CE-Specific Router Security and Topology Design Considerations

Managed CE Security Considerations

Unmanaged CE Security Considerations

CE Data Plane Security

PE-Specific Router Security

PE Data Plane Security

PE-CE Connectivity Security Issues

P-Specific Router Security

Securing the Core

Infrastructure Access Lists (iACLs)

Routing Security

Neighbor Router Authentication

MD5 for Label Distribution Protocol

CE-PE Routing Security Best Practices

PE-CE Addressing

Static Routing

Dynamic Routing

eBGP PE-CE Routing

EIGRP PE-CE Routing

OSPF PE-CE Routing

RIPv2 PE-CE Routing

PE-CE Routing Summary

Prevention of Routes from Being Accepted by Nonrecognized Neighbors

BGP Maximum-Prefix Mechanism

Internet Access

Resource Sharing: Internet and Intranet

Sharing End-to-End Resources

Additional Security

Addressing Considerations

LAN Security Issues

LAN Factors for Peering Constructs

IPsec: CE to CE

IPsec PE-PE

MPLS over IP Operational Considerations: L2TPv3

MPLS over L2TPv3

Securing Core and Routing Check List

Summary

Part III     Practical Guidelines to MPLS VPN Security

Chapter  6How IPsec Complements MPLS

IPsec Overview

Location of the IPsec Termination Points

CE-CE IPsec

PE-PE IPsec

Remote Access IPsec into an MPLS VPN

Deploying IPsec on MPLS

Using Other Encryption Techniques

Summary

Chapter  7Security of MPLS Layer 2 VPNs

Generic Layer 2 Security Considerations

C2 Ethernet Topologies

C3 VPLS Overview

C4 VPWS Overview

C5 VPLS and VPWS Service Summary and Metro Ethernet Architecture Overview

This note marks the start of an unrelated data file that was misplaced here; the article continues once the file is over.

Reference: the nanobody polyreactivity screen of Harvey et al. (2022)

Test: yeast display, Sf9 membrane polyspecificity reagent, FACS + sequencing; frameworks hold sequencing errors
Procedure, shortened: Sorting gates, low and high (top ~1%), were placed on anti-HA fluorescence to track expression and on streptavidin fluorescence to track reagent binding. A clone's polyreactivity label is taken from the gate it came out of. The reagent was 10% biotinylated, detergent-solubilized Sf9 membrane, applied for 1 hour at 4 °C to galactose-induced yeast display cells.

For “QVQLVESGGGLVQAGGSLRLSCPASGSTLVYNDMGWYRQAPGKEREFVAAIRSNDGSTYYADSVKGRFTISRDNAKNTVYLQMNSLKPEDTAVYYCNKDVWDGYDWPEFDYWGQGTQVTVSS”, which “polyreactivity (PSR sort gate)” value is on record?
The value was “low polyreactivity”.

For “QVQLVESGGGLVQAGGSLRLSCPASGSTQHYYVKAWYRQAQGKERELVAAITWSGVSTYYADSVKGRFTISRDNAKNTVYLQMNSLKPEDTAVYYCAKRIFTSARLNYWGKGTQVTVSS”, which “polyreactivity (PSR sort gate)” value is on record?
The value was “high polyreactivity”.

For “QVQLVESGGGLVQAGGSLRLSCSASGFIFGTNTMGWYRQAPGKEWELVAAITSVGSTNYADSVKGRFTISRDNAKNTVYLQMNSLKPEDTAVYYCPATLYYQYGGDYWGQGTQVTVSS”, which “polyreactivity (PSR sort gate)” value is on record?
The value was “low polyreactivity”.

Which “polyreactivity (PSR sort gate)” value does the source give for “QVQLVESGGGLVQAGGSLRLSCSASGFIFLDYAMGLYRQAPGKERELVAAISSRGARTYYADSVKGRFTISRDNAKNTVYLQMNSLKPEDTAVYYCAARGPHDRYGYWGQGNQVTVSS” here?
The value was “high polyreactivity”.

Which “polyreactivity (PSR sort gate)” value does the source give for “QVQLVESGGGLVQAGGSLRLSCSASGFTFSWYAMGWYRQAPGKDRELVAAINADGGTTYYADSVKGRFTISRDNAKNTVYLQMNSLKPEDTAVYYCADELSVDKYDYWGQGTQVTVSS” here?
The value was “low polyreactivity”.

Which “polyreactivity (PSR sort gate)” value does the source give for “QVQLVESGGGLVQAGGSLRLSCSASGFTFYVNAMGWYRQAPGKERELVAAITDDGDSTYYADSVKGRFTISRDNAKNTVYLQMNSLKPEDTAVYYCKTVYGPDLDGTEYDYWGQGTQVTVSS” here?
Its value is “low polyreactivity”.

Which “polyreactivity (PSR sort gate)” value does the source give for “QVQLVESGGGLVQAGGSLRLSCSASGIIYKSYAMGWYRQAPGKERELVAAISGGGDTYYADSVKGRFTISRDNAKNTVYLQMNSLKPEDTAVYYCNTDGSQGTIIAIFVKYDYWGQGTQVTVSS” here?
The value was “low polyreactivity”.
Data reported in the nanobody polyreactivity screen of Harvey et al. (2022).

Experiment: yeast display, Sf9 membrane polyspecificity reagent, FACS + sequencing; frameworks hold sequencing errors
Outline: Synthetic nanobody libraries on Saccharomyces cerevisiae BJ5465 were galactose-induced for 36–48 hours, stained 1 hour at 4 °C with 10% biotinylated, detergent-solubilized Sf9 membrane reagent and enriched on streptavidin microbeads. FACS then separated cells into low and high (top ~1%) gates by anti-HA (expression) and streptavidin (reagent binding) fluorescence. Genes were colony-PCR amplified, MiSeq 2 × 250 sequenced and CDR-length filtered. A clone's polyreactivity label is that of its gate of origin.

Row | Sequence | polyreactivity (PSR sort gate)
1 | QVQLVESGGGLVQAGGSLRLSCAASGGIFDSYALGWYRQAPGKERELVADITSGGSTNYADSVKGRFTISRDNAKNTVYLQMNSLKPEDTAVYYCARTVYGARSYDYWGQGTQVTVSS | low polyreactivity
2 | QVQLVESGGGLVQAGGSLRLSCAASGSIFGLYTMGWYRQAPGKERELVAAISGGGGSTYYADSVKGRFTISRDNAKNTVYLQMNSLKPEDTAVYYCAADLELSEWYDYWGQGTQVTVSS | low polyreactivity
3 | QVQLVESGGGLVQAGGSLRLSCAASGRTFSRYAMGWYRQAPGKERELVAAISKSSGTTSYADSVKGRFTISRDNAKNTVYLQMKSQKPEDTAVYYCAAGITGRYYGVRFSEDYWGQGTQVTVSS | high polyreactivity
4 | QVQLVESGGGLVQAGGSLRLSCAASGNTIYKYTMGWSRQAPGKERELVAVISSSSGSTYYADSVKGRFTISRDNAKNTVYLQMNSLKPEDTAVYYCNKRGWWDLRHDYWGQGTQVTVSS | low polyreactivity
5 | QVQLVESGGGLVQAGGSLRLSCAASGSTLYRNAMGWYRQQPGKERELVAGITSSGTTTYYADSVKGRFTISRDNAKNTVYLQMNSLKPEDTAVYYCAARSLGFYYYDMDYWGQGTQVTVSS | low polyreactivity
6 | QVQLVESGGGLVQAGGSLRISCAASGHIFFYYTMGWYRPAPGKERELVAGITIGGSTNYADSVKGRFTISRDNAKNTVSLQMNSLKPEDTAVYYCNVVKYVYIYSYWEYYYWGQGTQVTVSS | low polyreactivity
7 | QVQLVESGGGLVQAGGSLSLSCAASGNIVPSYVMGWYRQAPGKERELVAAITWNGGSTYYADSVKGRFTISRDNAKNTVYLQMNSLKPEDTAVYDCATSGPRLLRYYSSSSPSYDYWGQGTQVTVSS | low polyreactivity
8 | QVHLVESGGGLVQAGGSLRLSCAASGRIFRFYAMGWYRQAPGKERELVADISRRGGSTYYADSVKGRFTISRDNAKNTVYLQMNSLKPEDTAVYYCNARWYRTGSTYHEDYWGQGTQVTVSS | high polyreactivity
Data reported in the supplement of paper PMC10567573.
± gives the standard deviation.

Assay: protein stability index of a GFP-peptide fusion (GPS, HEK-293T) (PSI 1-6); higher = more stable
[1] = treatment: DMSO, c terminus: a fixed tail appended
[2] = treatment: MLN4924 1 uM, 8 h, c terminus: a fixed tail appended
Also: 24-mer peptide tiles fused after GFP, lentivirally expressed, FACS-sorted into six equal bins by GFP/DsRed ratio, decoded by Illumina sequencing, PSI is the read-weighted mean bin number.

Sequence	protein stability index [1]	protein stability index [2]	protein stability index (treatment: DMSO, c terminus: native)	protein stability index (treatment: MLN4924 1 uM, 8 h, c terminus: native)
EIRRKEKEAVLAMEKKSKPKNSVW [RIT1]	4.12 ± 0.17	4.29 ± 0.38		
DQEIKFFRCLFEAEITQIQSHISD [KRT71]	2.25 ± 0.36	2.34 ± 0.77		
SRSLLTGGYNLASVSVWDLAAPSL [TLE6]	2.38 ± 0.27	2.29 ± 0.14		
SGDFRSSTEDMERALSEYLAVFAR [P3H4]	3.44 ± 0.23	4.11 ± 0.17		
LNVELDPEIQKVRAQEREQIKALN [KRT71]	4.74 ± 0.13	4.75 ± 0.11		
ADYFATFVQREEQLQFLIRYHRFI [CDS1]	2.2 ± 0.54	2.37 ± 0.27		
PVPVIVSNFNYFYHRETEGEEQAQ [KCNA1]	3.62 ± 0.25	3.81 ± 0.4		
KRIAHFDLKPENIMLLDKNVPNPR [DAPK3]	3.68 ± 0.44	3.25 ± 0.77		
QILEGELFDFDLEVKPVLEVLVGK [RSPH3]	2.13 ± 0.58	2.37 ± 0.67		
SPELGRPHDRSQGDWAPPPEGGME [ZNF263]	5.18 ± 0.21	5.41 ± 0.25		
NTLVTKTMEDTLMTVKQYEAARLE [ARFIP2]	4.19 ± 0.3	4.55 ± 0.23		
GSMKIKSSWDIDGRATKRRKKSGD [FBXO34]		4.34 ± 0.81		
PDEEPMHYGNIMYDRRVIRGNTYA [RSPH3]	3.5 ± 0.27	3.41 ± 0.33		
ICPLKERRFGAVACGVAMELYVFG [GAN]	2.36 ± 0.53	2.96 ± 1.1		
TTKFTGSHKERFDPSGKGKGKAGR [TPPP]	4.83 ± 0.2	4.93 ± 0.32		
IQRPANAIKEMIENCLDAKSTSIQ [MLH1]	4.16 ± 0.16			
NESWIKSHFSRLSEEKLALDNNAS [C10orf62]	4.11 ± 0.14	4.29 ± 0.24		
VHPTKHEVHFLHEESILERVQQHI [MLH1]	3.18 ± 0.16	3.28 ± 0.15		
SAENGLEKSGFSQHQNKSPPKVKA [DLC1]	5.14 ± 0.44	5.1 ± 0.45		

C6 VPLS and VPWS Security Overview

Physical Interconnection Option Details

D1 SP Interconnect Models

D3 Metro Ethernet Model

Customer Edge

CE Interconnection Service Is a Layer 3 Device

Customer Edge Interconnection Service Is a Layer 2 Device

Hijack Management Security

Disable Password Recovery

U-PE STP Priority

Apply Broadcast Limiters

Disable/Block Layer 2 Control Traffic

VTP Transparent Operation

MAC Address Limits and Port Security

Controlling Reserved VLANs

Removing Unused VLANs


Hard-Code Physical Port Attributes

Establish Network Reporting

Enable 802.1x

Summary

Chapter  8Secure Operation and Maintenance of an MPLS Core

Management Network Security

Securely Managing CE Devices

Management VRF Overview

Management VRF Details

Securely Managing the Core Network

Summary

Part IV     Case Studies and Appendixes

Chapter  9Case Studies

Internet Access

NAT Via Common Gateways

PE to Multiple Internet Gateways

NAT via a Single Common Gateway

Registered NAT by CE

Internet Access via Customer-Controlled NAT

Internet Access Using Global Routing Table

BGP Internet Routing Table from the Service Provider of an ISP

Tier 3 ISP Connecting to an Upstream Tier via a Service Provider

Hybrid Model

Multi-Lite VRF Mechanisms

Configuration Example for Internet and VPN Service Using the Same CE

Layer 2 LAN Access

Summary

Appendix ADetailed Configuration Example for a PE

Appendix BReference List

Index